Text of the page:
Furthermore, if you spend time on research that persuades people that something is not as awful as they think, you then risk losing time researching how to optimise delivery. And a larger effect size can be far more persuasive than multiple studies reporting that people’s unfounded concerns are … well, unfounded.
It is a difficult balance. Research that does not engage with popular debates becomes quickly out of touch and wastes resources. Research that engages too much loses its reputation as an independent voice of reason. It’s a complex situation – if only there were a framework to guide us.
Complexity and ideologies
The situation becomes more difficult when you involve ideologies and values. Imagine an intervention (lets muster all our imagination and call it ‘Intervention A’) for which there is good evidence of effectiveness and very little evidence of adverse effects. Unfounded fears about ‘Intervention A’ can still persist – you don’t need to look far into 2021 to find unshakeable objections to well-researched health interventions. In some cases, those fears and objections can stem from beliefs, ideologies, or values rather than from a lack of evidence.
Imagine then that you have a decision maker who dislikes ‘Intervention A’ because they believe that drug use is morally wrong. Would it then be appropriate to spend time researching how to dissuade that person from their view? This raises ethical questions about whether to conduct research with the purpose of persuading people that their ideologies or values are wrong and should be changed.
Data and ideologies
It is, however, a complex and murky world. Alongside these ethical concerns are the very real and continuing harms from not using evidence to challenge ideological opposition to drug treatments. It could be argued that there is a moral duty to do so in cases where those ideologies or values are based on false assumptions, misunderstandings about people who use drugs or ‘bad data’. Indeed, it is the job of researchers to scrutinise those assumptions, address those misunderstandings and provide accurate data. The difference between developing an evidence base and persuading decision-makers of what is ‘right’ is not separated by a line, but better represented by a Venn diagramme of a several overlapping grey circles. All of which are filled-in using the same grey tones. None have labels.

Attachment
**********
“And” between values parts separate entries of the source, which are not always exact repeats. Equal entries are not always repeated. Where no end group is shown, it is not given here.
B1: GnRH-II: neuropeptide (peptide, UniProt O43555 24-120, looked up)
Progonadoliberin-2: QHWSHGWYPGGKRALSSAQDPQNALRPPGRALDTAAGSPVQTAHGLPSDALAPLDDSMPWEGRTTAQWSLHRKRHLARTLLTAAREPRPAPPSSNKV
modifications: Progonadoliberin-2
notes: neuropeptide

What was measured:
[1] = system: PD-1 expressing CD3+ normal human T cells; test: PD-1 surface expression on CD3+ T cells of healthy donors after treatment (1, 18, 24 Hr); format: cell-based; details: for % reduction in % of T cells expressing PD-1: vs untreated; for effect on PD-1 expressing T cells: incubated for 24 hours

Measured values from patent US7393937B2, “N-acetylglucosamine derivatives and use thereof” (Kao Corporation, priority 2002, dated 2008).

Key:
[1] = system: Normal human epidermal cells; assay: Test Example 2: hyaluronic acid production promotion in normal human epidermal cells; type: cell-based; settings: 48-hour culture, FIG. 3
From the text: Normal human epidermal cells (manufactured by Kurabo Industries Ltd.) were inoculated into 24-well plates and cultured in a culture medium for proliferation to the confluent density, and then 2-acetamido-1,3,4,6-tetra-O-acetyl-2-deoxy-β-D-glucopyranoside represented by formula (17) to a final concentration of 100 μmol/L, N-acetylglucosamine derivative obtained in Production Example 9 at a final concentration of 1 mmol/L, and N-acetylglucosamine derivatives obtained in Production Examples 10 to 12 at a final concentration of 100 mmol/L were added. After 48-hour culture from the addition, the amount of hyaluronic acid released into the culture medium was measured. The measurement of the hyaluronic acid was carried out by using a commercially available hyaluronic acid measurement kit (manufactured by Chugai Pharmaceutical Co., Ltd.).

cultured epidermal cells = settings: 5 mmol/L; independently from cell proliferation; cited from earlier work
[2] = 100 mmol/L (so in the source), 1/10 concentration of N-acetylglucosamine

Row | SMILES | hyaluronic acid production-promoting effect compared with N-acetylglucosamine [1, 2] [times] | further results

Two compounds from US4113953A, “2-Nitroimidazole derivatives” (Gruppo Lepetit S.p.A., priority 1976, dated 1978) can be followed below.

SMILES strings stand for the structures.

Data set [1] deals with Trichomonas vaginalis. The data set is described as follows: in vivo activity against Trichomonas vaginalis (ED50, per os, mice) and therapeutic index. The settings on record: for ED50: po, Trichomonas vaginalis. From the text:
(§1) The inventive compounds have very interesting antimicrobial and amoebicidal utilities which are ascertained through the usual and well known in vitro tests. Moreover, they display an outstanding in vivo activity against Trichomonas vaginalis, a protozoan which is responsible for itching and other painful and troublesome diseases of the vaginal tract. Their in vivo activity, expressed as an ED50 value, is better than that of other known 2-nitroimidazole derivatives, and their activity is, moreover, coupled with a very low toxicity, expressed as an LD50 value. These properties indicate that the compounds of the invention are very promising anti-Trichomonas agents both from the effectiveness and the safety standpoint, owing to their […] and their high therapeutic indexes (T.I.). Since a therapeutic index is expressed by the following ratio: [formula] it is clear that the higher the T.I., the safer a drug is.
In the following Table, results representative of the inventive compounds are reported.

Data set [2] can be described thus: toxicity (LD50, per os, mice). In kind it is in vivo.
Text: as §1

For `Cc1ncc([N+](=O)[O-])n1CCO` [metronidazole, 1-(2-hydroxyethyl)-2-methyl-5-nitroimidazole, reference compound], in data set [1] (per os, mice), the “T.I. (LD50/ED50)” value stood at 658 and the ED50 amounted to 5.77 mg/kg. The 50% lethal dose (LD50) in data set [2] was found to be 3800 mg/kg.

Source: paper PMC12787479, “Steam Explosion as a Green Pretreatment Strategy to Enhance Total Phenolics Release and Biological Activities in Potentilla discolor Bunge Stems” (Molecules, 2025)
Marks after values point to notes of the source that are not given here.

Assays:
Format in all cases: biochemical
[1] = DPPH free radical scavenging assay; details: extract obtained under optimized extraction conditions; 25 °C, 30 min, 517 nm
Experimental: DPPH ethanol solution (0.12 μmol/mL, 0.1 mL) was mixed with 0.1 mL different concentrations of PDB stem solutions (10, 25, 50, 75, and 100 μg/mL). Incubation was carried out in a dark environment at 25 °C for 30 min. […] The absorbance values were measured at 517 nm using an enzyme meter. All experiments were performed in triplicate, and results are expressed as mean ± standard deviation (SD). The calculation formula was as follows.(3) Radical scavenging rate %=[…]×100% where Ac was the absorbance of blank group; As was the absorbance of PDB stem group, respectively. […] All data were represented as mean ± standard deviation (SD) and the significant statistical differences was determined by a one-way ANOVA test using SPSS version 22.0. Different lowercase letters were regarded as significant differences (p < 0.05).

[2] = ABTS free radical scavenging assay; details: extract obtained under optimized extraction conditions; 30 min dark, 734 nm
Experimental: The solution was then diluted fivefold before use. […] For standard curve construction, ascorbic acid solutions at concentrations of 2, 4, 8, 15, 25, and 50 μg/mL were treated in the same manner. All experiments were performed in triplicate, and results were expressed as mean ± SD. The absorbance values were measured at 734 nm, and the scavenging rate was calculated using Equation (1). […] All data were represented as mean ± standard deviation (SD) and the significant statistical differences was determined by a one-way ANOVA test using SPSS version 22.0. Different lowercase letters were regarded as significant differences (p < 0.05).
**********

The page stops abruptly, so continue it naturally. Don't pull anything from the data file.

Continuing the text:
It is important that research continues to ask what is right and that it responds to key stakeholders. But the notion of asking what evidence is needed to prove that someone else is wrong, whilst often necessary for implementation, warrants some caution.
One way of being cautious is to ensure that a wide range of stakeholders are involved in designing research for complex interventions. Co-production can help researchers identify the important questions, and to avoid the tempting, but fruitless arguments. The more people included when designing evaluation research, the less likely researchers are to simply respond to the unfounded worries of the few, and the more likely they are to design evaluation research based on what questions need to be answered.
The new framework is an important step towards evaluation research that grasps the complexity of implementation. The questions about the impact this has on research agendas, funding allocation and the role of research in challenging ideologies should not slow this progress. I have long considered this kind of development important, and now that it seems to be materialising, I am more cautious than ever. I am reminded of George Eliot’s words:
“And certainly, the mistakes that we male and female mortals make when we have our own way might fairly raise some wonder that we are so fond of it.”